ITIL Dictionary of Terms

A - Z Dictionary of terms for ITIL. This is the official Dictionary of terms for ITIL, which is a set of practices for IT Service Management. ITIL® is a registered trade mark of AXELOS Limited. View the Agile Dictionary. Managing Successful Programmes (MSP) Dictionary. Project Office Dictionary (P30). Full PRINCE2 glossary of terms. See also Risk Management Dictionary and Project Management Dictionary.

A - acceptance to availability plan | B - back-out to business unit | C - call to customer-facing service | D - dashboard to driver | E - early life support (ELS) to external service provider | F - facilites management to functional escalation | G - H - gap analysis to hot standby | I - identity to ITIL | J - K - job description to known error record | L - lifecycle to live environment | M - maintainability to monitoring | N - near-shore to notional charging | O - objective to overhead | P - pain value analysis to PRojects IN Controlled Environments (PRINCE2) | Q - qualification to quick win | R - RACI to running costs | S - Sarbanes-Oxley (SOX) to system management | T - tactical to Type III service provider | U - underpinning contract (UC) to utility | V - validation to vulnerability | W - warm standby to workload

E - early life support (ELS) to external service provider

early life support (ELS)

(ITIL Service Transition) A stage in the service lifecycle that occurs at the end of deployment and before the service is fully accepted into operation. During early life support, the service provider reviews key performance indicators, service levels and monitoring thresholds and may implement improvements to ensure that service targets can be met. The service provider may also provide additional resources for incident and problem management during this time.

economies of scale

(ITIL Service Strategy) The reduction in average cost that is possible from increasing the usage of an IT service or asset. See also economies of scope.

economies of scope

(ITIL Service Strategy) The reduction in cost that is allocated to an IT service by using an existing asset for an additional purpose. For example, delivering a new IT service from an existing IT infrastructure. See also ,economies of scale.

effectiveness

(ITIL Continual Service Improvement) A measure of whether the objectives of a process, service or activity have been achieved. An effective process or activity is one that achieves its agreed objectives. See also key performance indicator.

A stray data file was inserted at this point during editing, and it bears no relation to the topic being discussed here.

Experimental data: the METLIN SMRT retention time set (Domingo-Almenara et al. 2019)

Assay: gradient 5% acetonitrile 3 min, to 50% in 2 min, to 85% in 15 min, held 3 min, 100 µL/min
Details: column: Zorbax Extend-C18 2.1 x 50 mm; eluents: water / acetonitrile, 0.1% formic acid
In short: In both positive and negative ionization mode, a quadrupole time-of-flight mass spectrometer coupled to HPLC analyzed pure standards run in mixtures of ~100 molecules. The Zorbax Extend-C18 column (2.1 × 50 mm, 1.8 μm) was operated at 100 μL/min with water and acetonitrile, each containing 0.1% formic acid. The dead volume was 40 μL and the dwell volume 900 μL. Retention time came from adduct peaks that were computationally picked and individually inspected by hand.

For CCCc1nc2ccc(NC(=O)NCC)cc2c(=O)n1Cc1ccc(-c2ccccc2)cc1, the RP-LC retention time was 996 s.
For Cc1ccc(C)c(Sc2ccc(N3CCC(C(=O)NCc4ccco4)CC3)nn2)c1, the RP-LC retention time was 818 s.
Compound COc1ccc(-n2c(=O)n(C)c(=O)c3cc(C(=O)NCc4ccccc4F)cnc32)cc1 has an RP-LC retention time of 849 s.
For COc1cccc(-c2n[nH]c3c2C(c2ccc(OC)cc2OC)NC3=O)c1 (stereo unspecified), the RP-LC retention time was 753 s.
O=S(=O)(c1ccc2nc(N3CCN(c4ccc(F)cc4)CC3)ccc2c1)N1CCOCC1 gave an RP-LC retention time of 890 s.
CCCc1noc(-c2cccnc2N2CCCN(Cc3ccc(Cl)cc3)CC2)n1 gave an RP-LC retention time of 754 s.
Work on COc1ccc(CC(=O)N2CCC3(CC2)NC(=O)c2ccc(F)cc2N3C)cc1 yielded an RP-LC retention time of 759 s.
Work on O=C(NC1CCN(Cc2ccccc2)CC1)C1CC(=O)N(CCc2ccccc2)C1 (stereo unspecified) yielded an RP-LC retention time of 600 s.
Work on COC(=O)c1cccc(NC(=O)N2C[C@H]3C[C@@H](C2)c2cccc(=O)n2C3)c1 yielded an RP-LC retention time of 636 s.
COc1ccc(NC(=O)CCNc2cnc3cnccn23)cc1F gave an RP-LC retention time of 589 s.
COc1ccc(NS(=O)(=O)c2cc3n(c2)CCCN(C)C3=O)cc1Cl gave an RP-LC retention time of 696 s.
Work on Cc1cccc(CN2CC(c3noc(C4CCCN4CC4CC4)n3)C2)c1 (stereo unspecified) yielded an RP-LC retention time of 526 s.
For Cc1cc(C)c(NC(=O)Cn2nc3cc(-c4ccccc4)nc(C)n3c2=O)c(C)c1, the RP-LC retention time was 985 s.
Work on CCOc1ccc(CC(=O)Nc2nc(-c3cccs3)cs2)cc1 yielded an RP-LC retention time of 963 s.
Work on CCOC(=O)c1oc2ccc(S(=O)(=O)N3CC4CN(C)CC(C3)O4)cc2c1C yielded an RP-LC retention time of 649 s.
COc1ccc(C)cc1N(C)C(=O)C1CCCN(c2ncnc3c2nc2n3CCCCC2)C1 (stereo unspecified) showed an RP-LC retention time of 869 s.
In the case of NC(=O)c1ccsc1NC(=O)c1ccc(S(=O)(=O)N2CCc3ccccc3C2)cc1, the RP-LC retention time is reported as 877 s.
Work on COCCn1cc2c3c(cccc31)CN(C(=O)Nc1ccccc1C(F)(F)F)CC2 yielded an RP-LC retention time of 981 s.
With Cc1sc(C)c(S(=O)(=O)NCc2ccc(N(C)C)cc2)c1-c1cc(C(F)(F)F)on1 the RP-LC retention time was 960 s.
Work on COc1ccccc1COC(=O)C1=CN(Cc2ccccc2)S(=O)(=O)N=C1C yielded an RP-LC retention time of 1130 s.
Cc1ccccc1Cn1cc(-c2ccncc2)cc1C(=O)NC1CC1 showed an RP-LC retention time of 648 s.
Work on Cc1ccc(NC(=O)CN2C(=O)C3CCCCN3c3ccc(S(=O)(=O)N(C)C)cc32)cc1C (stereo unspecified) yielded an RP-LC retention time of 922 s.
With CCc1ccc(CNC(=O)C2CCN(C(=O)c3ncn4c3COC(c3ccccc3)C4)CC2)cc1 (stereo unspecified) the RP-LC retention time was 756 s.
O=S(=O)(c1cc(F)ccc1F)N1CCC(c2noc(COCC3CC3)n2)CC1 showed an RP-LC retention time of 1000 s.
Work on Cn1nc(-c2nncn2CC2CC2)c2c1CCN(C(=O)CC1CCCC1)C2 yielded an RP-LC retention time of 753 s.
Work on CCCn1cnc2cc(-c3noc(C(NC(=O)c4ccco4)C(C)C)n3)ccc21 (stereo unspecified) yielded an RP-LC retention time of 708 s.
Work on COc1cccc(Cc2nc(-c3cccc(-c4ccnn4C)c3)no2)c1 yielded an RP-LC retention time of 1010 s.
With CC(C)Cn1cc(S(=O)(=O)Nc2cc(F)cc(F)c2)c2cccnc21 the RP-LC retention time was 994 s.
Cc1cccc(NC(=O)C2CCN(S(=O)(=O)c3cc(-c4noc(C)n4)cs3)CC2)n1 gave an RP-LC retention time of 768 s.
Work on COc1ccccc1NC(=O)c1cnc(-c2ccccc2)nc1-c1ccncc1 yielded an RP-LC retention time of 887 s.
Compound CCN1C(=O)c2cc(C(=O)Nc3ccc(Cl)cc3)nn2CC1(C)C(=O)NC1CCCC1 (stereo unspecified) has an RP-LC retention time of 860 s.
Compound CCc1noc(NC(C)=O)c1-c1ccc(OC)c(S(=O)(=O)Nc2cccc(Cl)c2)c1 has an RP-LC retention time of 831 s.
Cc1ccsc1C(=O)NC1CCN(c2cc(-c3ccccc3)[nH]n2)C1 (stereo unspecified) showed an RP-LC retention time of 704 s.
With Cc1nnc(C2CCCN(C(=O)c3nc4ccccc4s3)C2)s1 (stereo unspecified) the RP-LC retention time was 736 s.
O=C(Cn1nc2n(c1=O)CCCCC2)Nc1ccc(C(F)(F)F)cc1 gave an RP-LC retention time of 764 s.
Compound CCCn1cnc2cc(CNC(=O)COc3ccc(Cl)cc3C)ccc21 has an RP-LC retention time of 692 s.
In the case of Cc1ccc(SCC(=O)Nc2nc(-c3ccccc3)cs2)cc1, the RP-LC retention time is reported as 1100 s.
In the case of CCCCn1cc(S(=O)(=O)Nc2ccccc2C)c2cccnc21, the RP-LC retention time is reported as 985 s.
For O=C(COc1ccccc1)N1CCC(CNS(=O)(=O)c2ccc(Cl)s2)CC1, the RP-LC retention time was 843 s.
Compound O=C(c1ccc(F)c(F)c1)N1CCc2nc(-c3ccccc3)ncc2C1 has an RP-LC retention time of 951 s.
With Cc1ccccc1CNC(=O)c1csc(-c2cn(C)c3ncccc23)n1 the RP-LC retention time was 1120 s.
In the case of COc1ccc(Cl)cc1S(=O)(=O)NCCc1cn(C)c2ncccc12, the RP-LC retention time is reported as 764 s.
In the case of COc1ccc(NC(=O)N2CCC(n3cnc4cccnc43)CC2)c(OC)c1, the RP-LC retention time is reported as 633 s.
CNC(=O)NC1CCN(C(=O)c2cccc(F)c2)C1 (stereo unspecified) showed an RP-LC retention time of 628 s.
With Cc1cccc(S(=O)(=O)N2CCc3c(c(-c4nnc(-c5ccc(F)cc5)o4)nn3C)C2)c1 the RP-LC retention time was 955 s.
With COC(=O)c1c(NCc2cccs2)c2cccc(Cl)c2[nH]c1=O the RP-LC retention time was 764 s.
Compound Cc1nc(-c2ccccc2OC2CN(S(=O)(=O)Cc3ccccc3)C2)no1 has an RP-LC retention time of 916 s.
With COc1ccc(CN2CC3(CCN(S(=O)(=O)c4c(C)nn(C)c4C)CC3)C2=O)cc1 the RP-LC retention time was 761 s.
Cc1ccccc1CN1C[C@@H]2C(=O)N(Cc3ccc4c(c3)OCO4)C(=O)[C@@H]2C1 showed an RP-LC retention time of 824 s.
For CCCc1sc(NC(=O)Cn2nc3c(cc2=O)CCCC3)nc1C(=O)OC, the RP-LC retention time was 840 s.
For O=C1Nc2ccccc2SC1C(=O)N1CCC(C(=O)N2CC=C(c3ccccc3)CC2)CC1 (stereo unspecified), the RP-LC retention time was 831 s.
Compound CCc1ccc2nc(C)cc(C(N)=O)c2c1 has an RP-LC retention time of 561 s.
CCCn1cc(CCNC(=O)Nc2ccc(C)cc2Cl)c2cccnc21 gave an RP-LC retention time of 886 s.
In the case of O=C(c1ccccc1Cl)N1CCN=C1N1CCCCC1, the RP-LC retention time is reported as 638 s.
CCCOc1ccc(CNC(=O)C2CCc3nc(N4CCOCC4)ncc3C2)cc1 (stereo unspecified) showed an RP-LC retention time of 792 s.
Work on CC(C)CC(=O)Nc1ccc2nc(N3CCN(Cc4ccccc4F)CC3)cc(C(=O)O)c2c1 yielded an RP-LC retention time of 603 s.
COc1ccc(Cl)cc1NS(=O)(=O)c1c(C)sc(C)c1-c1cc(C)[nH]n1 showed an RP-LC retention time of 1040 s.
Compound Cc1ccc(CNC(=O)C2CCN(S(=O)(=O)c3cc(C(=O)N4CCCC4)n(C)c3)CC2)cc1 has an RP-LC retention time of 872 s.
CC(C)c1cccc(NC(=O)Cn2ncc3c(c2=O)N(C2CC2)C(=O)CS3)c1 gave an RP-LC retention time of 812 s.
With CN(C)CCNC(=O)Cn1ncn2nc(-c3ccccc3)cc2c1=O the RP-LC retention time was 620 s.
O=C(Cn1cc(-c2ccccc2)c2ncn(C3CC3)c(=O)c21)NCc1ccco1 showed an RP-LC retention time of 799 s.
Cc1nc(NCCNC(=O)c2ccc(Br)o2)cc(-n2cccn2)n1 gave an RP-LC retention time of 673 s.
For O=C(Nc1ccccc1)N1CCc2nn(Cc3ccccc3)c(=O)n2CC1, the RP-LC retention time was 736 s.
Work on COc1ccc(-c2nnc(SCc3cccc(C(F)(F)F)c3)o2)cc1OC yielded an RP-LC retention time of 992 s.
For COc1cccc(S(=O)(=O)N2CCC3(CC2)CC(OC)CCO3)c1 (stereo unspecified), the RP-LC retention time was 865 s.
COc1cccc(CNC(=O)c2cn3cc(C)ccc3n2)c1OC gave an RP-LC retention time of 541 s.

efficiency

(ITIL Continual Service Improvement) A measure of whether the right amount of resource has been used to deliver a process, service or activity. An efficient process achieves its objectives with the minimum amount of time, money, people or other resources. See also key performance indicator.

emergency change

(ITIL Service Transition) A change that must be introduced as soon as possible – for example, to resolve a major incident or implement a security patch. The change management process will normally have a specific procedure for handling emergency changes. See also emergency change advisory board.

emergency change advisory board (ECAB)

(ITIL Service Transition) A subgroup of the change advisory board that makes decisions about emergency changes. Membership may be decided at the time a meeting is called, and depends on the nature of the emergency change.

enabling service

(ITIL Service Strategy) A service that is needed in order to deliver a core service. Enabling services may or may not be visible to the customer, but they are not offered to customers in their own right. See also enhancing service.

enhancing service

(ITIL Service Strategy) A service that is added to a core service to make it more attractive to the customer. Enhancing services are not essential to the delivery of a core service but are used to encourage customers to use the core services or to differentiate the service provider from its competitors. See also enabling service; excitement factor.

enterprise financial management

(ITIL Service Strategy) The function and processes responsible for managing the overall organization's budgeting, accounting and charging requirements. Enterprise financial management is sometimes referred to as the 'corporate' financial department. See also financial management for IT services.